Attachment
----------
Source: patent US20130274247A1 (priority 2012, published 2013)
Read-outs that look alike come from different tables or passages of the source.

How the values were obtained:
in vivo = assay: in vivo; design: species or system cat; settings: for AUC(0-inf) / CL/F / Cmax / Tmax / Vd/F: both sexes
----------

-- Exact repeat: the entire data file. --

Source: patent US20130274247A1 (priority 2012, published 2013)
Read-outs that look alike come from different tables or passages of the source.

How the values were obtained:
in vivo = assay: in vivo; design: species or system cat; settings: for AUC(0-inf) / CL/F / Cmax / Tmax / Vd/F: both sexes